Code and Theory's 'digital first' mindset resonates with the modern CEO
Code and Theory has never been easy to define, but the agency had its best year in 2019 in part because the marketing world caught up with the expansive and somewhat amorphous reality of what it does.
Is it a design shop? An experiential marketing shop? A digital creative shop? Yes to all. And while the majority of its work is projects, Code and Theory also has agency-of-record assignments from Adidas and, most recently, Xerox (begun in 2019 but officially announced earlier this year).
Agency revenue soared 25 percent last year to $90 million on wins that also included Prudential, Pfizer, Morgan Stanley, Spotify, Mattel, Thomson Reuters and the NCAA. The Stagwell Group-owned shop also won a key account with Johnson & Johnson consumer brands including Tylenol, Listerine and Zyrtec alongside “cousin” agency Doner, a unit of MDC Partners, whose CEO Mark Penn is also chairman of Stagwell.
Code and Theory, founded in 2001, does 61 percent of its work in platform and product design; 23 percent in integrated marketing; 9 percent in data, analytics and research; 5 percent in business and organizational consulting; and 5 percent in experiential marketing. That’s a little bit of everything, in a sense, and last year might have been so good because more marketers began to work the same way, says CEO Dan Gardner.
“Before 2019, we were growing, expanding and adding capabilities,” Gardner says. “They were a little too advanced for the market. I think the traditional CMO wasn’t ready to buy our types of services. They didn’t understand the fundamental shifts they needed to make. And 2019 was the moment when the more modern CMO corps came in and understood the expansion of things that they needed to do in marketing. If you think about what does a modern CMO buy, are they buying only advertising agencies? Is an agency supposed to do more than just create the ads?”
By way of definition, Gardner says, “We simply describe ourselves as a digital-first creative agency.” Ultimately, though, the comprehensive nature of the work isn’t so different from what agencies were originally built to do, as Gardner sees it. “Original advertising agencies were creative people who solved problems,” he says. “We think we’re a modern version of that.”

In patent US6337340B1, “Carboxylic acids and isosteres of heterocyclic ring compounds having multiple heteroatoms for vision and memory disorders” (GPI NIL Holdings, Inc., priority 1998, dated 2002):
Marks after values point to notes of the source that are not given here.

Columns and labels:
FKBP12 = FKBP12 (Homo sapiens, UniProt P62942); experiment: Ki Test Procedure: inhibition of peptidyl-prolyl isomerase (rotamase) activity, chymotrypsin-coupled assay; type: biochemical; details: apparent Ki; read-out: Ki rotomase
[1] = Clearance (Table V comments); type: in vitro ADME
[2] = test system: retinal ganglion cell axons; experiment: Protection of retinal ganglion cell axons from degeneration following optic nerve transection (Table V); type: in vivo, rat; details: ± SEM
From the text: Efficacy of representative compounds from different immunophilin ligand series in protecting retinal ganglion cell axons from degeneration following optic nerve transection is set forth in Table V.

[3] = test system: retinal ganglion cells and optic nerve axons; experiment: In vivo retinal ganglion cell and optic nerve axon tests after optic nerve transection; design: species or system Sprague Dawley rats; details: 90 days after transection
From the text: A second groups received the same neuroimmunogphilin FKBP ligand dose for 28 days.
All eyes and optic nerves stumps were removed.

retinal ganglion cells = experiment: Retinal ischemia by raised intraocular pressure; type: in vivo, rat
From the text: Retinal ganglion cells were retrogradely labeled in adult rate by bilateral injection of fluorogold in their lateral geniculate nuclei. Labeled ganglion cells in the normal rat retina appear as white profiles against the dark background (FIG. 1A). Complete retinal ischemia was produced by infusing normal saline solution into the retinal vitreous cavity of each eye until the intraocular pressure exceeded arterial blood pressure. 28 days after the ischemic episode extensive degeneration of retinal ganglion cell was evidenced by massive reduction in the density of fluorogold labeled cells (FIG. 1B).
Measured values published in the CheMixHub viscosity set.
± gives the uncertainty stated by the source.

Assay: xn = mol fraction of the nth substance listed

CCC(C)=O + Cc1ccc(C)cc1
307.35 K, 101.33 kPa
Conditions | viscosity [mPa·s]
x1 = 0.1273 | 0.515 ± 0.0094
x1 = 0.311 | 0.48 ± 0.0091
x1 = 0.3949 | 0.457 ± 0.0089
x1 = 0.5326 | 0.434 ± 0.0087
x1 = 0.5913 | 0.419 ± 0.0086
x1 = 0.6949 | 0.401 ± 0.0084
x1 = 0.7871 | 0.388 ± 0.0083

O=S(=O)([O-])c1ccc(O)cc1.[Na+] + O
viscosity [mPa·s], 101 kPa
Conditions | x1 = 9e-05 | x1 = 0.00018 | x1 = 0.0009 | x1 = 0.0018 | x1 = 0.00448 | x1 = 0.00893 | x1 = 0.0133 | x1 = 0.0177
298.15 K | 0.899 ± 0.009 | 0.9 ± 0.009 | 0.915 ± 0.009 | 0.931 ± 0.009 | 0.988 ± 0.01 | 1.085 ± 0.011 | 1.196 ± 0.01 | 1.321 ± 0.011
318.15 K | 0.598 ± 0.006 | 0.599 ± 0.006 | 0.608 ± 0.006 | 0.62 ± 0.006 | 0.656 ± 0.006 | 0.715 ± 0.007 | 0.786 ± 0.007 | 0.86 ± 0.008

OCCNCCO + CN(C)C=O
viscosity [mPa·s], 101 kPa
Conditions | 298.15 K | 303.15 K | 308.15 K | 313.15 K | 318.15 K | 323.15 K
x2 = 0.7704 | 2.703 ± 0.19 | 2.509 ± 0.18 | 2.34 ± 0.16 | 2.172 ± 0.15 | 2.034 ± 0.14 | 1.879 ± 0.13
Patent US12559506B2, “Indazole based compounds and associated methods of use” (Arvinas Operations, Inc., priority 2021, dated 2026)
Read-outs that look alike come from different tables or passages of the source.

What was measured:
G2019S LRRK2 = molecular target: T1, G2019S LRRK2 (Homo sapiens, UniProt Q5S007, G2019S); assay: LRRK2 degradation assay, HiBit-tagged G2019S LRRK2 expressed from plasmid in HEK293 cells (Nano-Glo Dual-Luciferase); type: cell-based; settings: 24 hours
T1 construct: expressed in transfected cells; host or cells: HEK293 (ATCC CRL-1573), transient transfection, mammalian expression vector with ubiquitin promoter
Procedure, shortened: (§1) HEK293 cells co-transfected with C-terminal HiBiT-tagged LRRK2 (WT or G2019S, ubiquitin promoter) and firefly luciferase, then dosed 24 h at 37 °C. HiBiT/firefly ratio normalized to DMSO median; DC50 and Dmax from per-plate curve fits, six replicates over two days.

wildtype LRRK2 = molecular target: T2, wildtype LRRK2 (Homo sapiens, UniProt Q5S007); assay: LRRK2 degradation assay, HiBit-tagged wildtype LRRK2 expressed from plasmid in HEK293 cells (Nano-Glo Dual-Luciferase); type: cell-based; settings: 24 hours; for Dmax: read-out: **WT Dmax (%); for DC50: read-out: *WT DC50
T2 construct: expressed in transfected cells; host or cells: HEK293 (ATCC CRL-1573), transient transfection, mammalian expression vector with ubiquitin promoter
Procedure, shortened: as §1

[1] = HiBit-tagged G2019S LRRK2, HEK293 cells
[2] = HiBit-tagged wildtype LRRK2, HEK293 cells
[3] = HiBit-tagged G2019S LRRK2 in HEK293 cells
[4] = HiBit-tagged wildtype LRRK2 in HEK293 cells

Code and Theory’s diversity of work is matched by a diversity of clients. Besides media and publishing, the client base includes financial services, health care, government and academia. “We never want to be pigeonholed into one category,” says President Mike Treff.
The Thomson Reuters win added to an extensive media practice. Some of Code and Theory’s most visible media is for CNN, where it created the “magic wall” for the network’s midterm 2018 election coverage that has been redeployed and enhanced for 2020.
Media work in turn applies to other marketers. So with Adidas Originals, one strategy has been to get the athletic wear brand to think more like a publisher. That can be seen in part with the campaign behind last year’s relaunch over five months of the Adidas Originals Nite Jogger shoe. It included curating stories from creative users and influencers, and an interactive element that revealed what the shoe would look like in the dark. The online experience was coordinated to the user’s location, based on IP addresses. If the user visited in daytime, the shoe would appear one way; at night the site added glow-in-the-dark features. The work helped the product sell out in a record 48 hours.
Adidas is a relatively rare AOR account for Code and Theory. But even in project work, the agency looks to do things that “have annuities beyond the campaign” by building capabilities, organization design or infrastructure that will last, says Treff. Overall, about 80 percent of Code and Theory’s work is done on a project basis. “We don’t personally care if it’s project-based or retainer-based,” Treff says. “Even on retainer-based accounts, it’s very common that there are projects layered on top of it.”
Thomson Reuters was also the first client whose business is touched by each of Code and Theory’s six offices. Better integrating offices and capabilities was a priority for the agency this year, as it acquired and integrated Rhythm, an Irvine, California-based customer relationship management specialist shop.
Getting used to working remotely across offices has had advantages as Code and Theory adapts during the coronavirus crisis. Its Atlanta office, Mediacurrent, a Drupal content-development shop, always had a distributed workforce, Gardner says. “We’ve been able to quickly take learnings from 80 people who were always distributed. As soon as we saw this happening, we started slowly onboarding our teams into distributed work where clients were shared across offices. It wasn’t like one day we said, ‘Everyone go home.’ But operationally we’re getting used to it like everyone else.”